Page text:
Manarola Sunset 1

Manarola Sunset 1

Manarola Sunset 2

Manarola Sunset 2

Manarola Sunset 3

Manarola Sunset 3

4. Combine a simple detail shot with a great story.

In 2005, I crashed a moped on the swirling roads outside of Siena.  My left arm and my Canon EF 24-70mm F2.8L lens still hold the scars to show for it (both are fine).  You know you’re a photographer when you crash a vehicle and the first thing you do is check to make sure your camera equipment is okay.

The moment when everything went wrong.

The moment when everything went wrong.

Arriving in Montalcino a couple days later and deathly afraid of mopeds, I intelligently decided that it would be a fun idea to rent a crappy bicycle and ride it down one of the tallest hills in all of Tuscany with a tripod and a huge bag of my heavy (and most of it unneeded) equipment.

The ride down was fantastically fun, speeding without ever having to pedal and stopping frequently to photograph the freakish grapes and old wineries.  After a significant amount of time going downhill, however, I suddenly realized that I would eventually have to return the way I came.  By this point I was too far invested and so I kept going downwards and photographed in the surrounding area for the rest of the day.

I returned to the gigantic hill exhausted at the end of the day, 6 kilometers from the top, but psyched myself up to make it up the hill.  I balanced myself on the cheap bike with my lenses and tripod on my back and proceeded to pedal hard and fast and sped up the hill confidently.  A minute of this confident pedaling later and my muscles froze.  I stopped, rolled off the bike, and proceeded to gingerly walk up the hill.  The next few hours were a miserable pattern of 5 minutes of walking and 30 seconds of riding.  I finally arrived at the town late in the evening starving, exhausted, and numb but euphorically relieved.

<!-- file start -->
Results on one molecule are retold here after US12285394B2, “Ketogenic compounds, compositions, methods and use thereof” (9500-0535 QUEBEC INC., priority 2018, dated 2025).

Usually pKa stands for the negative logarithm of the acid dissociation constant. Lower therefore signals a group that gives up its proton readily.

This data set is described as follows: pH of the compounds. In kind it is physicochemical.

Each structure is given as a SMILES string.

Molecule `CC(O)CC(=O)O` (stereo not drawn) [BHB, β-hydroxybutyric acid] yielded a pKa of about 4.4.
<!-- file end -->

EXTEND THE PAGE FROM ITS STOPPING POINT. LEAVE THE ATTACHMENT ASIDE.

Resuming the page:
Unfortunately, I would soon realize that all of the restaurants had closed for the night and food was nowhere to be found.

5.  Capture the Locals.

Dock Worker, Sikinos

Dock Worker, Sikinos

Ultimately, it is the locals that give most destinations their true feeling, so go out and capture them!  Hang around in a busy area for an hour and do some people watching.  Capture the locals candidly as they go about their everyday lives.  Mix these shots with your shots of the local architecture, the details of daily life, the monuments and of your personal stories and you will have a more complete document of the destination when you return.

The point of this list of tips was not to say that you shouldn’t take the typical travel photos.  That’s just not true.  But you should also try to push yourself outside of the norm whenever possible.  Try to create the type of photos that stand out and are unique.

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James Maher
James Maher

is a professional photographer based in New York, whose primary passion is documenting the personalities and stories of the city. If you are planning a trip to NYC, he is offering his new guide free to DPS readers, titled The New York Photographer’s Travel Guide.
James also runs New York Photography Tours and Street Photography Workshops and is the author of the e-book, The Essentials of Street Photography.